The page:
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Abuse

This document reflects commonly held beliefs based on scripture which have been endorsed by the church's Commission on Doctrinal Purity and the Executive Presbytery.


What position and advice does the Assemblies of God offer the Christian spouse, child, or others who find themselves in a truly abusive situation?

The Assemblies of God strongly opposes abuse and the many tragic forms of dysfunction now plaguing our world. It must grieve the heart of God, who cares greatly for the downtrodden, to see one human being abuse another. It must also grieve the heart of God too if His children observe abuse and sit idly by, allowing the evil to continue.

Defining abuse:

"Abuse is the imposition of one person’s destructive will or actions upon another person which inflicts harm to the victim on a physical, emotional, or spiritual level." Ultimately the victim’s will or future well-being is neither considered nor respected. Abuse usually occurs because of the abuser’s misuse of his/her higher standing, position of authority, or psychological/physical strength. In inflicting the abuse the authority and/or strength of the abuser overpowers the will of the victim. In nearly all cases the victim is incapable of preventing the abuse.

Differentiating abuse from other actions of anger:

We are all subject to anger and frustration. In these weak moments frail mankind responds. At times the response takes the form of an emotional outburst. Often at the root of such actions lie unrelated feelings of stress, resentment, anger, anxiety, annoyance, or general displeasure. But what determines when a relationship becomes abusive and violates trust? Certainly the distinction can be difficult to make. When parents administer discipline and correction for their children they may unwittingly engage in lesser degrees of mistreatment. Studies show angry and disparaging verbal comments can wound deeply and create lasting emotional scars. Therefore the Bible rightly admonishes Christians to refrain from such behaviors. In the case of spouses, the Bible commands, "Each one of you also must love his wife as he loves himself, and the wife must respect her husband" (Ephesians 5:33). In the treatment of children the Bible says, "Fathers, do not exasperate your children [to overly irritate the child’s spirit so as to inflame anger and rage]; instead, bring them up in the training and instruction of the Lord" (Ephesians 6:4).

In situations where a Christian’s actions or words are becoming abusive, he or she should ask the Holy Spirit to guide in correcting the behavior. If the Holy Spirit brings conviction for statements or actions, be quick to resolve the matter by repenting, apologizing to the injured party and asking them for forgiveness. If such actions recur, one should talk with a pastor or Christian counselor. It is important to be accountable to someone who can help in the process of overcoming this area of weakness. Most important, make room for Christ to dwell in your life (Ephesians 4:29-5:2). Through daily prayer and Bible reading, and choosing to obey what God says in His Word, we draw closer to God and take on the temperament and character of Christ, bringing our emotions under control.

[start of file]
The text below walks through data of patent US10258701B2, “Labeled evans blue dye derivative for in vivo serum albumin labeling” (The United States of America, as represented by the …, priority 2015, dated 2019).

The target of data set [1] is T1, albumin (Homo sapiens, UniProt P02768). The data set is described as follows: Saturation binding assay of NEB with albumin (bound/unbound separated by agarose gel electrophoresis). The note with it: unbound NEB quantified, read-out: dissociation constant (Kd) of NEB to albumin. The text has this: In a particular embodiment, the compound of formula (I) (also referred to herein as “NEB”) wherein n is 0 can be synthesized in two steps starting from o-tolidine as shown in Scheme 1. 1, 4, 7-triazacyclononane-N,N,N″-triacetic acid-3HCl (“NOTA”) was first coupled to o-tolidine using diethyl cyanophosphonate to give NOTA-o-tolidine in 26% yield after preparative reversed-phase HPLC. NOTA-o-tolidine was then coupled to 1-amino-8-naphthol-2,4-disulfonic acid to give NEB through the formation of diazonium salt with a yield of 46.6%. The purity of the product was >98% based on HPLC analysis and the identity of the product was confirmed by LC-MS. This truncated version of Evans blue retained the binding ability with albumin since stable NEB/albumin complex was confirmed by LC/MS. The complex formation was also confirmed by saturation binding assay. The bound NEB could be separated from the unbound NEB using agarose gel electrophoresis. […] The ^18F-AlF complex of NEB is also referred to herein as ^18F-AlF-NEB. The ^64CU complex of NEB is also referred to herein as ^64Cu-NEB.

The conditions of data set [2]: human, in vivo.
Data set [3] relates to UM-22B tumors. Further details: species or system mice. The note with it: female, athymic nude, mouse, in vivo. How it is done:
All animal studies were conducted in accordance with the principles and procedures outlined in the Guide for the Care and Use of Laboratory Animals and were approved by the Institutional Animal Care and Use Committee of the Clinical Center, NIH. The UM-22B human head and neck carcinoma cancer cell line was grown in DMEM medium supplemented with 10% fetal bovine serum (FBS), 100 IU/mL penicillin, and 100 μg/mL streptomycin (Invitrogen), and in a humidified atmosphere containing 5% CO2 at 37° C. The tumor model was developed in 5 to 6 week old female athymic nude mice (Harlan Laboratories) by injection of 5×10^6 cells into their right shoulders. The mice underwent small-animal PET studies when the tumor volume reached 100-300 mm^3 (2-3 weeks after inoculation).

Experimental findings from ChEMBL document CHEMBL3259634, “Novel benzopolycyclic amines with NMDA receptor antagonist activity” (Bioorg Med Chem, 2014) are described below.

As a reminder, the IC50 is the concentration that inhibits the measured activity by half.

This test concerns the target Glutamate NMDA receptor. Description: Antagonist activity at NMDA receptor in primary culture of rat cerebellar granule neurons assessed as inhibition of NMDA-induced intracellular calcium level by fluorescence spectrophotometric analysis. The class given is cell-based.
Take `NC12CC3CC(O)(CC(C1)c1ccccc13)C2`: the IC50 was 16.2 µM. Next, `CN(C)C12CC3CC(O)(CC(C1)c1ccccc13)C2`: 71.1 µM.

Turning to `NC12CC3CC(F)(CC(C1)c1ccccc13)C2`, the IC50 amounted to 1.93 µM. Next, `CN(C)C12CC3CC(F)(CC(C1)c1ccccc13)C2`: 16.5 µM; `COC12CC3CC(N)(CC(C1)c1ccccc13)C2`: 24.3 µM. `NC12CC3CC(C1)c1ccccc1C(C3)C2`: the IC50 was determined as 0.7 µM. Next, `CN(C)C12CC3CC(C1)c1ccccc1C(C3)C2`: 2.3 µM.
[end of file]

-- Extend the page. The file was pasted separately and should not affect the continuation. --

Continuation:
Confronting the extremes of abuse:

It would help if we could readily discern between appropriate discipline, emotional bouts of anger, and actual abuse that creates long-term harm. Occasional outbursts of frustration occur within most families. This is much different from beatings, molestation, and other types of sexual abuse, all of which constitute criminal acts carrying legal penalties. Each state has specific laws and interprets abuse differently.

The Christian home is not always immune from the extreme forms of violence and abuse. Such actions touch Christian families, though to a lesser degree than in general society. The Assemblies of God speaks out to its own constituency and society at large encouraging alertness to and awareness of the various forms of abuse.

Though abuse is sometimes difficult to determine, especially when it moves into psychological and emotional mistreatment, its more obvious forms include rape, incest, battery, and other types of physical violence. It is also seen in other aberrations such as sexual exploitation by counselors, the use of children in producing pornography, the imposition of sadomasochism on spouses, indecent self-exposure, etc. When any of these abuses take place in the family, they are doubly reprehensible, for the home should be a place of love, trust, and safety.

Reporting abuse:

Several questions arise when recognizing abuse. What should one do if a spouse is guilty of inflicting abuse? What if a child is involved, either as an abuser or recipient of such mistreatment? What if abuse is occurring outside one’s sphere of influence? In such cases is one still responsible to help resolve the problem?